Twig Blights of Juniper

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					                                                                                  PPFS-OR-W-11




                             Plant Pathology Fact Sheet


                 Twig Blights of Juniper
                        By John Hartman and Brian Eshenaur


Twig and branch dieback is a common
sight in many juniper plantings in Kentucky.
While other factors can cause these
general symptoms, two fungal diseases are
frequently responsible for the dieback.

These fungi (Phomopsis juniperovora and
Kabatina juniperi) attack several species
of Juniperus, including red cedar, common
juniper and creeping juniper. Arborvitae is
also susceptible.
                                                                 SYMPTOMS OF PHOMOPSIS TWIG BLIGHT
Phomopsis Twig Blight
SYMPTOMS                                          Small branches up to 1 cm in diameter are
This disease begins as a foliar infection which   generally girdled by the disease. When
then spreads to and kills stem tissues. Newly     a side shoot is infected, Phomopsis may
developing needles in the yellowish-green         progress to a main branch. Lesions on larger
stage are especially susceptible, while           branches, however, develop into cankers but
more mature, darker green needles are             they seldom girdle the branch.
not. Phomopsis blight can occur during the
growing season anytime there is new shoot         Fungal fruiting bodies (pycnidia) develop
growth. Symptoms are evident a week or            within 3 to 4 weeks after infection. Well-
two after infection. When the fungus invades      developed pycnidia can be found on needles
young stem tissue, terminals and branches         and twigs that have dried up and turned grey.
distal to the point of infection become light     The pycnidia appear as tiny black specks at
green, red- brown and finally ashen-grey.         the base of the infected portion.
DISEASE MANAGEMENT                                     Kabatina fruiting bodies
  1. Use regular, season-long applications             (acervuli)    are    also
     of benomyl or fixed copper to protect             produced at the base
     twig tips from infection. Weekly                  of infected tissues. The
     applications are generally needed                 acervuli are initially
     as long as there is new shoot growth              white to grey in color,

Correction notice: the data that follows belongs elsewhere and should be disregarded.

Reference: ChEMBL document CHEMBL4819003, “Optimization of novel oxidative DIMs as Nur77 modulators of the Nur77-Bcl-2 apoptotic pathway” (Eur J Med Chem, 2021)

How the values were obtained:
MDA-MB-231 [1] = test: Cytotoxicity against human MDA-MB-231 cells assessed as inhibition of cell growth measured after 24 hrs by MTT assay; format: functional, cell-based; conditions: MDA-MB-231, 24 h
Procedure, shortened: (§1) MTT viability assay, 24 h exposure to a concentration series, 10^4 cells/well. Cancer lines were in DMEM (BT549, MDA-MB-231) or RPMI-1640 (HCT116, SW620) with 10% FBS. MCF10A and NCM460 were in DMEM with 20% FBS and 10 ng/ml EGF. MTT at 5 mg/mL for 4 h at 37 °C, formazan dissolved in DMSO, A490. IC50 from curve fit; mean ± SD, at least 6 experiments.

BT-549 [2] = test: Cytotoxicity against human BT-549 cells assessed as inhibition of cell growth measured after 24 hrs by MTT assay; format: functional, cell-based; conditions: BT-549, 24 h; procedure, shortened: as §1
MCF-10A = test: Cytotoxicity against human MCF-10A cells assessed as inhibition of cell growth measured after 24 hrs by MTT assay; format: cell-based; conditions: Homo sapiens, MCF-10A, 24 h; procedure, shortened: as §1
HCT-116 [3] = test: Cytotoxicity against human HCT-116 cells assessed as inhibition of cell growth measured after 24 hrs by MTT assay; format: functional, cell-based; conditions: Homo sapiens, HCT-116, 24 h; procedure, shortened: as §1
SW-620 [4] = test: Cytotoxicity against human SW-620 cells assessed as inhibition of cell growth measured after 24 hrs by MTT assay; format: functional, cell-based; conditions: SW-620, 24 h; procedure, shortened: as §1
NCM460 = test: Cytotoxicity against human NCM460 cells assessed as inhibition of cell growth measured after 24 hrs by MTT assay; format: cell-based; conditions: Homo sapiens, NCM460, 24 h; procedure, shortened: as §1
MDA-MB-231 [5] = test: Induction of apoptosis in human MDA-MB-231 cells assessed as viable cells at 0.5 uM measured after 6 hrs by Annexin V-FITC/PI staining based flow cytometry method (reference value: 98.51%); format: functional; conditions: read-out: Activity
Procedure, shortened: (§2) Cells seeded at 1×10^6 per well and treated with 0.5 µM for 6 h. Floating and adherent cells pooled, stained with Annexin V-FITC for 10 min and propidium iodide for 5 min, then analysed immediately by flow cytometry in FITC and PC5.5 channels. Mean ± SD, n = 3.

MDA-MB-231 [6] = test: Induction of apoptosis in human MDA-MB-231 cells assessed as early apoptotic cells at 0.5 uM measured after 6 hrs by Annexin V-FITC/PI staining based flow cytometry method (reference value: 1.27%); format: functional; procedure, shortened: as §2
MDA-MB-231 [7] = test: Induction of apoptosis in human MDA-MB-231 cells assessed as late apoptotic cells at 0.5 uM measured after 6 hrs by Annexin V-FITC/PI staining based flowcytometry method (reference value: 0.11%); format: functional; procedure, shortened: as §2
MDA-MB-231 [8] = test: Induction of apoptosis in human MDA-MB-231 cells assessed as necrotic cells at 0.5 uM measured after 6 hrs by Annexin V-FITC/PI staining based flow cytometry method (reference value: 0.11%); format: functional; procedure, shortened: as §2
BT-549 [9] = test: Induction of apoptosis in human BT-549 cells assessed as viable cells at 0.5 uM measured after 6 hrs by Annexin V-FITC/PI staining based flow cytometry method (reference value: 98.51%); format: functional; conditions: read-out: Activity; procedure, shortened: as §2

occurring.                                        later becoming black.

  2.   Prune out and destroy infected twig             DISEASE MANAGEMENT
       tips. Pruning should be done when                 1.   Prune out and
       the twigs are dry in order to minimize                 destroy infected
       the spread of fungal spores.                           twig tips. Pruning
                                                              should be done          KABATINA FUNGAL
  3.   Overhead irrigation should be done                     when the foliage         FRUITING BODIES

       early enough in the day that water                     is dry in order to
       has a chance to evaporate from the                     minimize fungal spread.
       foliage prior to sunset.
                                                         2. Use an approved insecticide to control
  4. Avoid planting highly susceptible                      insect pests. It is possible that insects,
     cultivars. Instead, select varieties                   such as the juniper midge, create
     that are known to be resistant to                      the wounds necessary for Kabatina
     Phomopsis.                                             infections.

                                                       Which is Which??
Kabatina Twig Blight                                   Because the diseases are so similar
SYMPTOMS                                               in appearance, the time of symptom
This twig blight disease causes symptoms               development can be helpful in distinguishing
very similar to those due to Phomopsis.                between the two. Kabatina twig blight
                                                       symptoms develop early in the spring before
                                                       new growth begins, presumably as the result
                                                       of infections that occurred the previous
                                                       summer or fall. Phomopsis twig blight
                                                       symptoms, on the other hand, can develop
                                                       any time during the growing season. If twig
                                                       blight symptoms are evident in the spring on
                                                       junipers that appeared healthy in the fall,
                                                       Kabatina is likely responsible.




                  SYMPTOMS OF KABATINA TWIG BLIGHT                                       (Revised 6-05)



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posted:3/21/2013
language:English
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